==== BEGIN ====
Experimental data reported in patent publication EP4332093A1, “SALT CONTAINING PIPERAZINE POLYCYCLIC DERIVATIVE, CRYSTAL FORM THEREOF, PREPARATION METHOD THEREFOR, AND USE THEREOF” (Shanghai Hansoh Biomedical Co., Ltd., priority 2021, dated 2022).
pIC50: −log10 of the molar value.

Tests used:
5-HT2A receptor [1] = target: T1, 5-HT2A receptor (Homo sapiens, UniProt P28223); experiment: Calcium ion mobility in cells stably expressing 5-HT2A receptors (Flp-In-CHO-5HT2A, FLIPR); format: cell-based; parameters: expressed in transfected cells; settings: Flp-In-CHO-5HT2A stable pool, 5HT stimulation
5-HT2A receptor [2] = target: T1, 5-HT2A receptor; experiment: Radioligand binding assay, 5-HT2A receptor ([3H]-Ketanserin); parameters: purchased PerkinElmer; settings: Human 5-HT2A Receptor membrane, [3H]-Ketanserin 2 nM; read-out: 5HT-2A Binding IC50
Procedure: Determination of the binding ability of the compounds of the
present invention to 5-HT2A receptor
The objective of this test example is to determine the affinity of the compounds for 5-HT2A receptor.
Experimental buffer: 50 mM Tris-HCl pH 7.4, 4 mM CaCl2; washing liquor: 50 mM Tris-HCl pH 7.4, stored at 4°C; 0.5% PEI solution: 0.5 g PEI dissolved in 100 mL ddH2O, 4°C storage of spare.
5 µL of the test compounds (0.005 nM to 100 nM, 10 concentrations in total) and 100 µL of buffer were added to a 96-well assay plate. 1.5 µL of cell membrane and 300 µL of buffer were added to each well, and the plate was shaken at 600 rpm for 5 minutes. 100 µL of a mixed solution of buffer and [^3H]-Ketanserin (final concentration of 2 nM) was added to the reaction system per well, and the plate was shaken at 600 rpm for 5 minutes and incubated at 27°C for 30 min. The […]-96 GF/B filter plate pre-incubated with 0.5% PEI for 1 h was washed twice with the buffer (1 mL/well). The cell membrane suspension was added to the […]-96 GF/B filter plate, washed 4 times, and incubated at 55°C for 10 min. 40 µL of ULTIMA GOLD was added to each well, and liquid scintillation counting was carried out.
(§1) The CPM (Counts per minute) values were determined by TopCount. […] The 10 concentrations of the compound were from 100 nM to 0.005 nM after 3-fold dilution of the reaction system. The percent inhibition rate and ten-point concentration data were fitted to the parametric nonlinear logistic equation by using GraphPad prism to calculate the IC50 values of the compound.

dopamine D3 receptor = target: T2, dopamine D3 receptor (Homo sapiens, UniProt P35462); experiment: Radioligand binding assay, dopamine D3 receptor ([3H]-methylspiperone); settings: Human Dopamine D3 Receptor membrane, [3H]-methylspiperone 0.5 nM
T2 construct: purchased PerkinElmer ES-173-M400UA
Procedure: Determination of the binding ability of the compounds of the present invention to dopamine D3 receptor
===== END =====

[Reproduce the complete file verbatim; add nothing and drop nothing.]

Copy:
Experimental data reported in patent publication EP4332093A1, “SALT CONTAINING PIPERAZINE POLYCYCLIC DERIVATIVE, CRYSTAL FORM THEREOF, PREPARATION METHOD THEREFOR, AND USE THEREOF” (Shanghai Hansoh Biomedical Co., Ltd., priority 2021, dated 2022).
pIC50: −log10 of the molar value.

Tests used:
5-HT2A receptor [1] = target: T1, 5-HT2A receptor (Homo sapiens, UniProt P28223); experiment: Calcium ion mobility in cells stably expressing 5-HT2A receptors (Flp-In-CHO-5HT2A, FLIPR); format: cell-based; parameters: expressed in transfected cells; settings: Flp-In-CHO-5HT2A stable pool, 5HT stimulation
5-HT2A receptor [2] = target: T1, 5-HT2A receptor; experiment: Radioligand binding assay, 5-HT2A receptor ([3H]-Ketanserin); parameters: purchased PerkinElmer; settings: Human 5-HT2A Receptor membrane, [3H]-Ketanserin 2 nM; read-out: 5HT-2A Binding IC50
Procedure: Determination of the binding ability of the compounds of the
present invention to 5-HT2A receptor
The objective of this test example is to determine the affinity of the compounds for 5-HT2A receptor.
Experimental buffer: 50 mM Tris-HCl pH 7.4, 4 mM CaCl2; washing liquor: 50 mM Tris-HCl pH 7.4, stored at 4°C; 0.5% PEI solution: 0.5 g PEI dissolved in 100 mL ddH2O, 4°C storage of spare.
5 µL of the test compounds (0.005 nM to 100 nM, 10 concentrations in total) and 100 µL of buffer were added to a 96-well assay plate. 1.5 µL of cell membrane and 300 µL of buffer were added to each well, and the plate was shaken at 600 rpm for 5 minutes. 100 µL of a mixed solution of buffer and [^3H]-Ketanserin (final concentration of 2 nM) was added to the reaction system per well, and the plate was shaken at 600 rpm for 5 minutes and incubated at 27°C for 30 min. The […]-96 GF/B filter plate pre-incubated with 0.5% PEI for 1 h was washed twice with the buffer (1 mL/well). The cell membrane suspension was added to the […]-96 GF/B filter plate, washed 4 times, and incubated at 55°C for 10 min. 40 µL of ULTIMA GOLD was added to each well, and liquid scintillation counting was carried out.
(§1) The CPM (Counts per minute) values were determined by TopCount. […] The 10 concentrations of the compound were from 100 nM to 0.005 nM after 3-fold dilution of the reaction system. The percent inhibition rate and ten-point concentration data were fitted to the parametric nonlinear logistic equation by using GraphPad prism to calculate the IC50 values of the compound.

dopamine D3 receptor = target: T2, dopamine D3 receptor (Homo sapiens, UniProt P35462); experiment: Radioligand binding assay, dopamine D3 receptor ([3H]-methylspiperone); settings: Human Dopamine D3 Receptor membrane, [3H]-methylspiperone 0.5 nM
T2 construct: purchased PerkinElmer ES-173-M400UA
Procedure: Determination of the binding ability of the compounds of the present invention to dopamine D3 receptor